November 2012 Monthly Outlook – recovering from Sandy, the Economy and an Election

Let me start by saying my thoughts and prayers are with you, your families and friends. I wish everyone a quick return to normalcy.

An amazing sequence of events are occurring right now.  Third quarter corporate earnings began in early October and the results show a slowing in corporate profit and revenue growth.  Economic indicators, which had been weak during most of the summer, took a decidedly positive turn since the end of September.  Sandy wreaked havoc all over the East Coast. Lastly, we have a major national Election next week.

Determining both the near-term and long term impact of these recent events is difficult to predict but I will share my current thinking on each one.

1.       Corporate profit and revenue growth have slowed mostly from CEOs holding back on expansion plans, capital expenditures, new hiring, et al, due to uncertainty over the upcoming election and where government policies on taxes and regulation are headed.  Corporate balance sheets remain in their best shape in years and cash on hand is at record levels.

2.       Economic indicators have turned in a positive direction, led by housing and consumer spending.  Consumer confidence has been rising along with housing and stock prices and is now at a level not seen since early 2008 (before the financial crisis). Below is a chart, courtesy of International Strategy and Investment, of their economic diffusion index.  This index takes into account most key economic factors and looks at how many of the indicators are moving in a positive direction versus those moving in a negative direction. You can see how this index has hooked up, as it did in the fall of 2010 and 2011, when the economy picked up some steam.

Source: ISI

3.       Sandy will have a significant impact on the economy but not all of it will be bad. The damage to property, the loss of revenues and jobs at businesses destroyed, the impact on airlines and other transportation services will surely reach into the tens of billions of dollars.  Also, while Katrina was a relatively localized event (New Orleans), Sandy impacted a large part of the East Coast and disruption to normal business activity is likely to go on for months.  The positive offsets will be from government relief; the jobs created for repairing/replacing/rebuilding of property; sales of equipment & materials such as tools and generators; lodging for displaced families and even cars sales as people need to replace destroyed vehicles.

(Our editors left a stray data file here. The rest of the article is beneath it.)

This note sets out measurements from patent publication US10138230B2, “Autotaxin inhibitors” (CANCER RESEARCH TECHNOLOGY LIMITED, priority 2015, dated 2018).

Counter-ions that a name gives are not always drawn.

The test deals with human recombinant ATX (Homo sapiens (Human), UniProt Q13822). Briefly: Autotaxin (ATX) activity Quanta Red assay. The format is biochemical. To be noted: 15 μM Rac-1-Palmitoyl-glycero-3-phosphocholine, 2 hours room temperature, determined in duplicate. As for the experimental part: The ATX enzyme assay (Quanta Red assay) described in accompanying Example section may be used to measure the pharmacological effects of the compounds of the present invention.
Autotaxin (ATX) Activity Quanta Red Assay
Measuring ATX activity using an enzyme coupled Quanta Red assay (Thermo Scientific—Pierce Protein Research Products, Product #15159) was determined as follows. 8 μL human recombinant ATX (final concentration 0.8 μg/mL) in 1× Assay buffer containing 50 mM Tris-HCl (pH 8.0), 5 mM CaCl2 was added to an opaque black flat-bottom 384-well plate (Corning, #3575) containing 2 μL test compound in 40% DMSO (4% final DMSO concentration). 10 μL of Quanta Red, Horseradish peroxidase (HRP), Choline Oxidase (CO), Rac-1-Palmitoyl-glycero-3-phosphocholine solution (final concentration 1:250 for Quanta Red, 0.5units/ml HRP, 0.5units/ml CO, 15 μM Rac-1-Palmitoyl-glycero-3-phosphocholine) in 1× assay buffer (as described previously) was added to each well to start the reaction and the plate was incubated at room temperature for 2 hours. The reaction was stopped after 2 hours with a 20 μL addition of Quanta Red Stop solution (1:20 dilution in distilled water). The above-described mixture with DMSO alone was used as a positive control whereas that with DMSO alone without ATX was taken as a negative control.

4.       The 2012 elections will have a profound impact on the direction of the country for years to come.  The immediate issue is dealing with the Fiscal Cliff before 12/31/12.  Going forward the President and Congress will need to get the economy growing at a more sustainable pace while simultaneously reducing the country’s budget deficit and debt load. This is a daunting challenge for whoever gets elected.  In my humble opinion, the only way out of the current situation is compromise – a very dirty word in politics these days.  All of us need to be willing to accept lower spending by government (read: few services and benefits) and be willing to pay a bit more in taxes.  If you are interested in reading a very thoughtful narrative, courtesy of BlackRock, discussing the implications of the election on the economy and investments, contact me and I will email it to you.

Right now I am waiting for the outcome of the elections before making any decisions on how to adjust investment portfolios.

Although the information included in this report has been obtained from sources we believe to be reliable, its accuracy and completeness are not asserted. All opinions and estimates included in this report constitute the judgment of the financial advisor as of the dates indicated and are subject to change without notice. This report is for informational purposes only and is not intended as an offer or solicitation with respect to the purchase or sale of any security.

 Investing involves risk and you may incur a profit or a loss. Diversification does not ensure a profit or ensure against a loss. There is no assurance that any investment strategy will be successful.  Past performance is no assurance of future results.